Education Students Give Saskatoon Bats a Home for the Holidays

A class of Education students have just put environmental stewardship into practice by providing Saskatoon bats with a selection of comfortable homes.

On Monday, Nov. 21 a group of EDUC 313 students traded in their pencils and notebooks for hammers and nails as they spent the afternoon building bat houses. The activity was designed as an exercise in Inquiry-Based pedagogy, a practice which focuses on learning through posing questions and solving problems rather than simply presenting facts.

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Kenton Lysak of the Meewasin Valley Authority holds Elizabat the small brown bat for EDUC 313 students to meet.

The class was aided by Kenton Lysak of the Meewasin Valley Authority and Melanie Elliot of the Ecological Education and Ecology Camp for Kids, who provided a hands-on tutorial with materials bought by the U of S Office of Sustainability. Over the course of an afternoon, 50 bat houses were made which will be erected in backyards, along the Meewasin Valley Trail, and across the University of Saskatchewan.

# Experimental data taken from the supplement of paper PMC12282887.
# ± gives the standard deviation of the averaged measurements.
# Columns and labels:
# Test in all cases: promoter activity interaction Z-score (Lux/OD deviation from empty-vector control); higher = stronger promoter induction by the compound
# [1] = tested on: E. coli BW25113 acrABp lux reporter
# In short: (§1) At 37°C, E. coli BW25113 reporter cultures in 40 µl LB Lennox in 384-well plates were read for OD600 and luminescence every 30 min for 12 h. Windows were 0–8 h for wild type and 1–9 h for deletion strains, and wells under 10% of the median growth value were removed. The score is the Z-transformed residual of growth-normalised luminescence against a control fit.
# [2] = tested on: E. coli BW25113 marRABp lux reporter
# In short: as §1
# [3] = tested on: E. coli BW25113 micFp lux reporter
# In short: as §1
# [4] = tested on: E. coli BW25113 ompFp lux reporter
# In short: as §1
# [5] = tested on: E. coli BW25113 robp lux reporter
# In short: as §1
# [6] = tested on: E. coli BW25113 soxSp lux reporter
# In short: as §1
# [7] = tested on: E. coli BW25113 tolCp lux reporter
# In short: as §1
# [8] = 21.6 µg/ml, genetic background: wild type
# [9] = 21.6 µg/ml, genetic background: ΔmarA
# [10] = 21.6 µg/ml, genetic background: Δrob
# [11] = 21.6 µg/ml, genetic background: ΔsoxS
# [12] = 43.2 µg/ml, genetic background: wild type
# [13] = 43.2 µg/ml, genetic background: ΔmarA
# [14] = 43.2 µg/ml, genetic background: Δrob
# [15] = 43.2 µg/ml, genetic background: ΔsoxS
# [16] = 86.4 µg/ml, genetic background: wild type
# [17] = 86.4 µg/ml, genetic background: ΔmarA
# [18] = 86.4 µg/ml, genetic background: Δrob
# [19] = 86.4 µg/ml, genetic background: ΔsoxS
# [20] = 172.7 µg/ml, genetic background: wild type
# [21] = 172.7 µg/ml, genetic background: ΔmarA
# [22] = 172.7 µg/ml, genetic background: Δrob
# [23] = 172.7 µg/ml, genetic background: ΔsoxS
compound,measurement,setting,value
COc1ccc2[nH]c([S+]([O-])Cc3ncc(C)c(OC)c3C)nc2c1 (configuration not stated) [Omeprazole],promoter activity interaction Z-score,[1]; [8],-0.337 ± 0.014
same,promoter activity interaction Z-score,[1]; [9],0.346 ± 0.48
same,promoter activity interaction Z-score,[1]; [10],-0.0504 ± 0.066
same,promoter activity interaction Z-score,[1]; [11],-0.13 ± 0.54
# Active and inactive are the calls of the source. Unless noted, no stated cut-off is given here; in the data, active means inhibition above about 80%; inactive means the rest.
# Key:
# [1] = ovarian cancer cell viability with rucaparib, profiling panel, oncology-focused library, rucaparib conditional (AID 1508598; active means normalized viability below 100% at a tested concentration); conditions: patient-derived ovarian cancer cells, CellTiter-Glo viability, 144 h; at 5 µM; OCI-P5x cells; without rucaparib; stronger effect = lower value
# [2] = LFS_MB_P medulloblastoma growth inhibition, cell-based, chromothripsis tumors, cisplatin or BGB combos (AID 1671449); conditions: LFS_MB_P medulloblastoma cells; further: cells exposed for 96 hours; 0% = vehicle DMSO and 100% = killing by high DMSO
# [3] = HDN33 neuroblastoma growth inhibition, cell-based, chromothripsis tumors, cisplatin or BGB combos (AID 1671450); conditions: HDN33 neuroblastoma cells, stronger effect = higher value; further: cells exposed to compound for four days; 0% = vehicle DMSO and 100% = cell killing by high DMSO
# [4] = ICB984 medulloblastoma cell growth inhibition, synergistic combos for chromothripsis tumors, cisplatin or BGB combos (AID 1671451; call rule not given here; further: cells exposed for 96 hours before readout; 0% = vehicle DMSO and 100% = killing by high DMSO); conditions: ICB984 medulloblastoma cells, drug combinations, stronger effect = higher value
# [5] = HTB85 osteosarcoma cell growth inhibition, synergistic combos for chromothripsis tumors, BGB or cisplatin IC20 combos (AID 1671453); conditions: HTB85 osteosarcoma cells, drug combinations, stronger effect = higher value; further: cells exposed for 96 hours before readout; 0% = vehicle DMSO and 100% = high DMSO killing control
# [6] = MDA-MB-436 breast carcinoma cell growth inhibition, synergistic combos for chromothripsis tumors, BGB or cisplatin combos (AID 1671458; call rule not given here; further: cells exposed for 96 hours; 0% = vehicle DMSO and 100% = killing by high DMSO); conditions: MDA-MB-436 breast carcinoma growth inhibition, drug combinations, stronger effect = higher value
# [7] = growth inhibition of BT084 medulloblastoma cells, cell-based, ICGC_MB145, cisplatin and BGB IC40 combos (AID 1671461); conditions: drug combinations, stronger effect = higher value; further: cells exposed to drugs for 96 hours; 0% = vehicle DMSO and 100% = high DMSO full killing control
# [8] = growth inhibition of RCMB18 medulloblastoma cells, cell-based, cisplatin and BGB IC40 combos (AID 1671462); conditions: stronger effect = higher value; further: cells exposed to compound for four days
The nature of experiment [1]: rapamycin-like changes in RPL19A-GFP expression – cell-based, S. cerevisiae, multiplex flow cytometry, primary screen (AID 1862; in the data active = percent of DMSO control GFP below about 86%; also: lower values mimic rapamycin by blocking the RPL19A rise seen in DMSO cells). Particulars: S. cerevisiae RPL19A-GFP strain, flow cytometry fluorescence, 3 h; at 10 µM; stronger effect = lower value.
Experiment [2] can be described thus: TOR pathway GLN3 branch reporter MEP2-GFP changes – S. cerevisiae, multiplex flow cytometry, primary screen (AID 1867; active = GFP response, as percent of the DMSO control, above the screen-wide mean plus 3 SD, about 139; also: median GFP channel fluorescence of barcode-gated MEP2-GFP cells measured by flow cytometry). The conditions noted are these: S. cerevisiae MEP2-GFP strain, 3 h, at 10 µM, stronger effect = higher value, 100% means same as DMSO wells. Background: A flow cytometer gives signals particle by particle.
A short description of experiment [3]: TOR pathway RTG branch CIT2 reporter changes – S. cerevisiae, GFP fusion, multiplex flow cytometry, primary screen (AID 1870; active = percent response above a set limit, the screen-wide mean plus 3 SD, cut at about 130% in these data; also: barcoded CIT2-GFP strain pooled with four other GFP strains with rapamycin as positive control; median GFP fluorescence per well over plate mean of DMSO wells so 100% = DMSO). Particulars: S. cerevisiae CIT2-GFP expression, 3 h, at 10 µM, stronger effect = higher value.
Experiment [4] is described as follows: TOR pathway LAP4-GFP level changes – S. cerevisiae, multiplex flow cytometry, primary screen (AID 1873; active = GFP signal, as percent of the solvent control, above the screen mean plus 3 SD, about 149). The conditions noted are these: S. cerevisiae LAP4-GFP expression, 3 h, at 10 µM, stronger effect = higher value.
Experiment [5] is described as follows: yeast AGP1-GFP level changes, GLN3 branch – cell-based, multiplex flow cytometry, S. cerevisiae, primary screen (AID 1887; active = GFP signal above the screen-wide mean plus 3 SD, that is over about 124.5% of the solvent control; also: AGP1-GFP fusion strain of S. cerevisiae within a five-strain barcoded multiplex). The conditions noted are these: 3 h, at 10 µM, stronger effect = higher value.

“True to Inquiry-based learning, this idea originated with the students,” says Barbara Mills, instructor with the College of Education. “They took the initiative to consult with university and civic professionals, to apply for funding, and to design a sustainability project that would benefit the Saskatoon community. From beginning to end, the teacher candidates were engaged in the learning process; and it has resulted in a desire to create meaningful, relevant, and relational learning experiences for their own students someday.”

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Students stain their bat boxes to aid heat absorption, giving bats a warm place to sleep.

In 2015, Pedagogies of Place classes (such as EDUC 313) were recognized by the United Nations for innovation in Education for Sustainable Development. Through the course, students have learned about bat biology, Saskatchewan ecosystems, and environmental stewardship through activity and self-directed inquiry. The class has also been able to integrate Indigenous content as well as lessons in mathematics, English language arts, ecological literacy, and art education into their projects.

The funding for this project was provided by the U of S Office of Sustainability under its educational grants program. Courses at the University of Saskatchewan are eligible for sustainability funding grants if they desire to pursue meaningful sustainability-gains in their students’ academic careers.

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